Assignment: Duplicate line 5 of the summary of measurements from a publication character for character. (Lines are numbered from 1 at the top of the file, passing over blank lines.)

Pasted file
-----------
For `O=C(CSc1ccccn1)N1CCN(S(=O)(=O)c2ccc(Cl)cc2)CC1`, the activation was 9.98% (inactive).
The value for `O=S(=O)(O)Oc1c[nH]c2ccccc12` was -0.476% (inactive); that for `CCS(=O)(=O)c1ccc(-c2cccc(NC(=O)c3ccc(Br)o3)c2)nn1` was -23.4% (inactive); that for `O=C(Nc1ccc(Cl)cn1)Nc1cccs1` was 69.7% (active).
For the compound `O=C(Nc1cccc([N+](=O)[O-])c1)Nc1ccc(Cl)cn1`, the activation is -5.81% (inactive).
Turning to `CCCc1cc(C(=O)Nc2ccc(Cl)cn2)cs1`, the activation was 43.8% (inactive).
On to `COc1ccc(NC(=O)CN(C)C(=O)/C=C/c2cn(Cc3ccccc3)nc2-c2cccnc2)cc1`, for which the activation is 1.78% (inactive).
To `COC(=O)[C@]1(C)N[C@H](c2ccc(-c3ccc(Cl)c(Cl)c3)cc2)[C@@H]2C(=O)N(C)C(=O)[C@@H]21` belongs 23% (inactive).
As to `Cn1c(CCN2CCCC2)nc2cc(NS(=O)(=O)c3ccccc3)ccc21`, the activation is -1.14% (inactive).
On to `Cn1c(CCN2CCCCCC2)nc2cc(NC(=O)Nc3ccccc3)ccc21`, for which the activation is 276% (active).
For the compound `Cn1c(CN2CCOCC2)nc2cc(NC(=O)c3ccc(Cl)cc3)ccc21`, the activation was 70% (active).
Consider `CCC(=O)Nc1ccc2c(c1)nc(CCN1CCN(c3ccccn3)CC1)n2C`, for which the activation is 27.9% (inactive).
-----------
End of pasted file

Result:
On to `COc1ccc(NC(=O)CN(C)C(=O)/C=C/c2cn(Cc3ccccc3)nc2-c2cccnc2)cc1`, for which the activation is 1.78% (inactive).